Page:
When First Solar (NASDAQ:FSLR) announced it would "review alternatives for the sale" of its stake in 8point3 Energy Partners (NASDAQ:CAFD), it was a bit uncertain who the buyer might be. SunPower (NASDAQ:SPWR) wouldn't be able to buy the stake itself and any new partner brought in would need to bring its own pipeline of projects, according to 8point3 CEO Chuck Boynton. 

The most likely option may be an all-out sale of the yieldco. One interesting buyer could be NextEra Energy Partners (NYSE:NEP), the competing yieldco in the space, thereby creating a juggernaut small solar yieldco space. Here's why the deal makes sense for everyone involved. 

Utility scale First Solar installation shown on a sunny day.

Image source: First Solar.

The yieldco arbitrage

The goal of any yieldco is to buy projects that have a higher rate of return than the cost of issuing new shares and/or debt. For example, a $100 million project with an 8% internal rate of return could be purchased with $50 million of 4.5% debt and $50 million of stock with a 6% dividend yield. The implied gap between the 8% and the weighted cost of capital of 5.25% would help fund future dividend growth. 

NextEra Energy Partners is using this structure to buy new projects, but it could use the same dynamic to buy all of 8point3 Energy Partners. And since NextEra Energy Partners has a 4.3% dividend yield and 8point3 Energy Partners has an 8.4% dividend yield, it would essentially be performing dividend arbitrage. Here's what the math might look like. 

A buyout of 8point3 Energy Partners

8point3 Energy Partners has about $700 million in net debt, which would need to be acquired or refinanced in a buyout. On top of that, the purchase price would have to be attractive to First Solar and SunPower. Based on an analysis I did last week, let's use $950 million as the equity portion of the buyout, which would equate to a 7% discount rate and the assumption of $1 per watt in terminal value after initial contracts run out. For this $1.65 billion purchase price, NextEra Energy Partners would get $140 million in annual project-level cash available for distribution.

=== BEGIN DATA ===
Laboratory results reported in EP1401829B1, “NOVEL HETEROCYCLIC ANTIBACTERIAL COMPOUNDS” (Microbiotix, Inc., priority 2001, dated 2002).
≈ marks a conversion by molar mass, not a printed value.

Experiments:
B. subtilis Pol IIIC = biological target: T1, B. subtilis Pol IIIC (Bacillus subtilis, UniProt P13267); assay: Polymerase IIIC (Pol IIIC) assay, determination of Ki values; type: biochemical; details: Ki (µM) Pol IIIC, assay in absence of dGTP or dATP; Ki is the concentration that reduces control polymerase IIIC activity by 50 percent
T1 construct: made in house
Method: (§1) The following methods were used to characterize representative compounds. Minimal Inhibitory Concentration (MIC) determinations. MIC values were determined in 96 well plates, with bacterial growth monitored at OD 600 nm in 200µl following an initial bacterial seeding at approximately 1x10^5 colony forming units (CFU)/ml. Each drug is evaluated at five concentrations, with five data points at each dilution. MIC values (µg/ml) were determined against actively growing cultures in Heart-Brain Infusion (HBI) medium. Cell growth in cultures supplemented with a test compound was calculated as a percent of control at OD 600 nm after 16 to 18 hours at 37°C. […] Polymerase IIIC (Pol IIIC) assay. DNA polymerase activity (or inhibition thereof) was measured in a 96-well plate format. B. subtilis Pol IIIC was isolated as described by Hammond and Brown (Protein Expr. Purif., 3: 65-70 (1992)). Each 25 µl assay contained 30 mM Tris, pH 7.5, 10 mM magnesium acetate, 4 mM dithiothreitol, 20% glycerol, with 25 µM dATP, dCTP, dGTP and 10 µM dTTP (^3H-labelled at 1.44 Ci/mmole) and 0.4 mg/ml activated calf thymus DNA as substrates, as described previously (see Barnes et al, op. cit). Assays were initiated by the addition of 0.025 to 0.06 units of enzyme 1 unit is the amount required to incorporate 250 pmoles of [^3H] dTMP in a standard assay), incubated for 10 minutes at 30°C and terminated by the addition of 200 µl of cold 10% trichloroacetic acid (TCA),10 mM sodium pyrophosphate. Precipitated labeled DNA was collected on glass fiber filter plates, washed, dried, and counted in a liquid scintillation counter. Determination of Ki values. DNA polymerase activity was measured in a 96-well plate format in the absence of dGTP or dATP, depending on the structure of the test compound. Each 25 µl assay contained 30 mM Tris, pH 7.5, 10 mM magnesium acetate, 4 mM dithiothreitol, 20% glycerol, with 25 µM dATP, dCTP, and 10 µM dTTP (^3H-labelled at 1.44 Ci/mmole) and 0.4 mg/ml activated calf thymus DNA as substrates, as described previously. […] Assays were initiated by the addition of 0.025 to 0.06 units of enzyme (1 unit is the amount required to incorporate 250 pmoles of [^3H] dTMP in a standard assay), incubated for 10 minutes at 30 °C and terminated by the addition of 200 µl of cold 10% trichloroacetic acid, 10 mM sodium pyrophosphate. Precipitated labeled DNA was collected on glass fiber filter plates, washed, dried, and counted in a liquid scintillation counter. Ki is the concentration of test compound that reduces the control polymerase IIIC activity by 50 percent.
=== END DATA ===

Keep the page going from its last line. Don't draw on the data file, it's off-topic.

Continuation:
If NextEra Energy Partners used $2 in debt to each $1 in equity for the acquisition, it could issue $1.1 billion in debt and $550 million in equity. Let's say debt is available at a 4.5% interest rate and equity would have to be issued at a 5% dividend yield, a slightly lower price than where shares trade today ($28.20 per share is used in this example). In total, cost of capital would be 4.67%, or $77 million per year, to fund interest payments and the dividend of shares issued. That would leave $63 million to amortize project-level debt or increase the dividend. 

Why this would be good for everyone

For example, if $550 million in shares were issued at $28.20 per share, NextEra Energy Partners would have about 73.7 million shares outstanding (assuming no new shares issued after year end 2016), or 175.4 million at the OpCo level, which includes NextEra Energy's stake. It would also have about $90 million in additional CAFD ($140 million less the $50 million cost of debt) to add to $230 million to $290 million in CAFD at the end of 2016. At the midpoint, that would be $350 million in CAFD, enough to pay a $2.00-per-share dividend. That would be enough to grow the dividend 15% annually from $1.41 per share last quarter through mid-2019. In one acquisition, NextEra Energy Partners could guarantee its promised dividend growth of 15% annually to nearly 2020. 

For First Solar and SunPower, the cash from a buyout would be a boost to their balance sheets. First Solar would get $266.3 million in cash and SunPower would get $347.8 million cash, which both companies could use to upgrade their manufacturing capacity. 

These calculations are illustrative of how 8point3 Energy Partners could be accretive to NextEra Energy Partners in a full acquisition. And it could be a deal that could be good for everyone involved. At the end of the day, this may be the kind of buyer 8point3 Energy Partners looks for in a potential sale. 

This article represents the opinion of the writer, who may disagree with the “official” recommendation position of a Motley Fool premium advisory service. We’re motley! Questioning an investing thesis -- even one of our own -- helps us all think critically about investing and make decisions that help us become smarter, happier, and richer.